WiMi-Care

Need-based Use of Robots in Inpatient Care Facilities

WiMi-Care: Knowledge Transfer Ribbons and Project Objectives
© Fraunhofer-Gesellschaft

WiMi-Care: Knowledge Transfer Ribbons and Project Objectives

Service robotics does not only provide promising technologies for increased self-sufficiency and improved integration of older people. The use of service robots in inpatient elder care facilities also holds the potential to relieve nursing staff of routine, time-consuming tasks, thereby allowing them more time to interact with residents. To develop this new market over the long term and make coherent and complete solutions available to future users, stronger ties are needed between research and practice.

The aim of this collaboration was the need-based development and testing of new fields of application for service robotics in the context of inpatient care. As an overriding goal, the project additionally called for the establishment of a knowledge-transfer loop for interdisciplinary interaction and communication, extending from the developers of service robotics to the manufacturers and users.

First, to determine appropriate operational scenarios, a needs analysis was conducted to identify highly time-consuming routine nursing activities which do not involve direct patient contact. These were compared with the abilities of the available robots – the Fraunhofer IPA’s “Care-O-bot®“ 3 and the “CASERO®“, developed by MLR Systems GmbH. The operational scenarios for the service robots were then further elaborated, discussed with the involved users (especially nursing staff), and optimized through multiple iterations. After the implementation in the robots, the developed solutions were tested in two one-week practical evaluations in an elder care facility.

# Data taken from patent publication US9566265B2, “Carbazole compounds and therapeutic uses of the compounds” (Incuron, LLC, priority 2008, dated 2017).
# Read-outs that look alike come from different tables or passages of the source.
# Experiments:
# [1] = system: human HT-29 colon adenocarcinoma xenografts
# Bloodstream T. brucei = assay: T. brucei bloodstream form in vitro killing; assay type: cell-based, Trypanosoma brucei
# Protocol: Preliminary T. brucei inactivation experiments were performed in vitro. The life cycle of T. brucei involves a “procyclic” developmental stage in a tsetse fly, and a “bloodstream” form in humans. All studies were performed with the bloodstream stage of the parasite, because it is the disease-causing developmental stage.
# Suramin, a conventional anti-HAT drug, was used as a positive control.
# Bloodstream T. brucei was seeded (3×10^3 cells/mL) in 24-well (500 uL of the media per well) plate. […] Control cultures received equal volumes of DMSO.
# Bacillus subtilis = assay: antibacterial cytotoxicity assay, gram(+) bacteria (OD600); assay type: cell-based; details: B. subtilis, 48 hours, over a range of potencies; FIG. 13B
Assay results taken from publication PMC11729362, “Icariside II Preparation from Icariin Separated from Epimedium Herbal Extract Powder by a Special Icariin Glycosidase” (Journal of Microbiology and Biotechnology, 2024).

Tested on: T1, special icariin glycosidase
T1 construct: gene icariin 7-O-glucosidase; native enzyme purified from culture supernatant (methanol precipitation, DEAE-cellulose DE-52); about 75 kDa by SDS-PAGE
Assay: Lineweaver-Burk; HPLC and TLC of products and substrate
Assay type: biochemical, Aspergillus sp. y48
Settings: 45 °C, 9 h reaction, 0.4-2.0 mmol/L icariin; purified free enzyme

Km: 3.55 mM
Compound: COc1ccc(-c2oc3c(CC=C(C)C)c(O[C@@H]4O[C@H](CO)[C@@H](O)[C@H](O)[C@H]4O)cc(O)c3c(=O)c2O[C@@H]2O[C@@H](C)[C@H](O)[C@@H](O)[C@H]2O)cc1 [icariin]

The application field of “CASERO®“ encompassed the performance of regular services, e. g., removing dirty laundry and supporting nursing staff during the night shift. The tasks of the “Care-O-bot®“ included bringing beverages to the residents and functioning as an entertainment platform.

The practical evaluations demonstrated that certain operational scenarios for service robots in inpatient care facilities can already be technically implemented. Additionally, both the benefit of the service robots to nursing staff and their acceptance among all involved groups were verified.

Scenario for Service Robots in Inpatient Care Facilities: Care-O-bot® Gets a Drink from the Cooler
© Fraunhofer-Gesellschaft

Scenario for Service Robots in Inpatient Care Facilities: Care-O-bot® Gets a Drink from the Cooler

Scenario for Service Robots in Inpatient Care Facilities: Care-O-bot® Presents Drink to an Inhabitant
© Fraunhofer-Gesellschaft

Scenario for Service Robots in Inpatient Care Facilities: Care-O-bot® Presents Drink to an Inhabitant

Scenario for Service Robots in Inpatient Care Facilities: CASERO® Detects People in the Aisles Using Night Mode
© Fraunhofer-Gesellschaft

Scenario for Service Robots in Inpatient Care Facilities: CASERO® Detects People in the Aisles Using Night Mode

Scenario for Service Robots in Inpatient Care Facilities: CASERO® Moves the Wash Basket into the Elevator to Discharge it in the Basement
© Fraunhofer-Gesellschaft

Scenario for Service Robots in Inpatient Care Facilities: CASERO® Moves the Wash Basket into the Elevator to Discharge it in the Basement

Funding

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© Fraunhofer IIS

The “WiMi-Care“ project was funded by the German Federal Ministry of Education and Research (BMBF) from November 1, 2008, to October 31, 2011, under the code 01FC08025.